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Aaron Swartz trial may be delayed

On Monday, attorneys for Aaron H. Swartz asked the federal district court to delay his trial from February to June, and filed responses to the government’s replies to his motions to suppress evidence. Swartz is the Internet activist accused of mass downloading millions of journal articles from JSTOR with a laptop hidden in a basement network closet in MIT’s Building 16.

Swartz’s attorney, Elliot R. Peters of Kecker and Van Nest, writes that the additional hearings will be required to decide the pretrial motions to suppress evidence, and additional time will be necessary for the defense’s experts to analyze additional materials.

The Department of Justice responded Wednesday saying that Swartz had agreed to the schedule previously, and that Swartz’s new attorneys, who he retained in October, “sought no alteration of the present schedule” at that time.

The court has scheduled a status conference for next Friday afternoon to figure out how these motions will be handled.

Peters writes that “this is not a garden-variety criminal case involving factual issues that are readily intelligible to any layperson. Instead, this is a highly technical computer-fraud case that will require the parties to present, and the court and the jury to understand and evaluate, complex issues regarding the operation of computer networks, how those networks are accessed, the operation and identification of individual computers (including their MAC addresses, IP addresses, and ‘BASH’ [sic] histories), and the operation of computer programs which cause the downloading of content from network servers.”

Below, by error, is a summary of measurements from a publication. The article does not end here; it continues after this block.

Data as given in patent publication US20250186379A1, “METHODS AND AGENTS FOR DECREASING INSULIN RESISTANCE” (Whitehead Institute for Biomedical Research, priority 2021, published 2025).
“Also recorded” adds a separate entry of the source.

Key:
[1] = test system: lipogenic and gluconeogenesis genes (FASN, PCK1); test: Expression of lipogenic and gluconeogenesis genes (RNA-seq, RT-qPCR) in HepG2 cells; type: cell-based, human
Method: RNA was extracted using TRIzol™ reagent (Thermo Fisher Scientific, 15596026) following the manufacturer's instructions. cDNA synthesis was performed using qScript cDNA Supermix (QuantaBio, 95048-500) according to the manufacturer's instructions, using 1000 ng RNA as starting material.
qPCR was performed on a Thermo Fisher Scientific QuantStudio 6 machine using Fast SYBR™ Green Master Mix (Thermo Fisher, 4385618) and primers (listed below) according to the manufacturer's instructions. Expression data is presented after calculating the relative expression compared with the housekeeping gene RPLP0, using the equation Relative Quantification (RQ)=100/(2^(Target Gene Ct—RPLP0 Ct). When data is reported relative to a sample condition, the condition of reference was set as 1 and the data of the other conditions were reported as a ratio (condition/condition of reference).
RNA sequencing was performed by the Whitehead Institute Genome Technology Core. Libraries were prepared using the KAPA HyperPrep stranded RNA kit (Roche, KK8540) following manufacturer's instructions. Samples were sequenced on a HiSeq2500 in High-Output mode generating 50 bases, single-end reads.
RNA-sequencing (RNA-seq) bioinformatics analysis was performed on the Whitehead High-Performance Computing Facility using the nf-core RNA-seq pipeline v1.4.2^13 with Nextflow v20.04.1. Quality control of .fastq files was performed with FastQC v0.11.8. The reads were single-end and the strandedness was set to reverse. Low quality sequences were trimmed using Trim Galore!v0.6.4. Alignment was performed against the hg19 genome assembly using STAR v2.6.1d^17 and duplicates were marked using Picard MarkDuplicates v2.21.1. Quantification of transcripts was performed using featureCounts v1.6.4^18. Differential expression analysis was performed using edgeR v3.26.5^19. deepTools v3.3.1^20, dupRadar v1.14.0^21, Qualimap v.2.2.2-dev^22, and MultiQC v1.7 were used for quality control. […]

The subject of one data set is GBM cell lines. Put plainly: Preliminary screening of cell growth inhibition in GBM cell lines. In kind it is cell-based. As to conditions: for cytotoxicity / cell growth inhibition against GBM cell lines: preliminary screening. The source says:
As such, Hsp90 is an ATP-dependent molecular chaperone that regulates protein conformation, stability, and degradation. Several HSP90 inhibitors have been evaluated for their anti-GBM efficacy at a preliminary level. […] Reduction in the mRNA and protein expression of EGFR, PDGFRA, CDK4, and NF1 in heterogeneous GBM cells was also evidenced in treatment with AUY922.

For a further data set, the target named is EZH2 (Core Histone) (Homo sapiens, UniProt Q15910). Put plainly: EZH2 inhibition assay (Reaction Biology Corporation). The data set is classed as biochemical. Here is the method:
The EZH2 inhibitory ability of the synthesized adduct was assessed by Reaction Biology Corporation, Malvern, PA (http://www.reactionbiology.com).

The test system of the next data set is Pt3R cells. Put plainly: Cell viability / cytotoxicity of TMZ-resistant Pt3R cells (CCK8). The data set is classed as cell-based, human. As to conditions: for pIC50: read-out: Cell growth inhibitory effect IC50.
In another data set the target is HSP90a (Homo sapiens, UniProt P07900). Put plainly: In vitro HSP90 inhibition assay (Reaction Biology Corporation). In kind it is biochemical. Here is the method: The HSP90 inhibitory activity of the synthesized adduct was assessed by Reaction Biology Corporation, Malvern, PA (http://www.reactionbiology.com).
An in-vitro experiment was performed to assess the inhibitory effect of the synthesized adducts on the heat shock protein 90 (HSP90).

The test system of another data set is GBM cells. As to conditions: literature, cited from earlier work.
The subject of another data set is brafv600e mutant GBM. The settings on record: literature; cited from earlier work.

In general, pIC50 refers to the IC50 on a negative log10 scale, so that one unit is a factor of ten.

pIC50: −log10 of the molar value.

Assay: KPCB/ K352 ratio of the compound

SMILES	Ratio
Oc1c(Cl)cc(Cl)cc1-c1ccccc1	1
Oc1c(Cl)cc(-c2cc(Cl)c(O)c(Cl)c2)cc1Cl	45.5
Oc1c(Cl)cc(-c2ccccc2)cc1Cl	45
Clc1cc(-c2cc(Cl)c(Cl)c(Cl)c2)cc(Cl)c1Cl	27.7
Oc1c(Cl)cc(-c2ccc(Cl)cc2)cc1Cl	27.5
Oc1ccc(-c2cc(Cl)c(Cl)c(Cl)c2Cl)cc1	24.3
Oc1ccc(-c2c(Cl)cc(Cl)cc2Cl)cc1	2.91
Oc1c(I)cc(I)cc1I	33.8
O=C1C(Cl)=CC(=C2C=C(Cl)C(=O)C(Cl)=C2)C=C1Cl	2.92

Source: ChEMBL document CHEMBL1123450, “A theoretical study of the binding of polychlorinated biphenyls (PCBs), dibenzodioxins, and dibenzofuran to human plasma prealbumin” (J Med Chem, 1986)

Peters also writes that, in order for the court to evaluate the pretrial motions, it will have to “hear testimony and receive evidence from witnesses with MIT, JSTOR, and the law enforcement agencies involved.”

Swartz’s trial is currently scheduled for Feb. 4, 2013.

John A. Hawkinson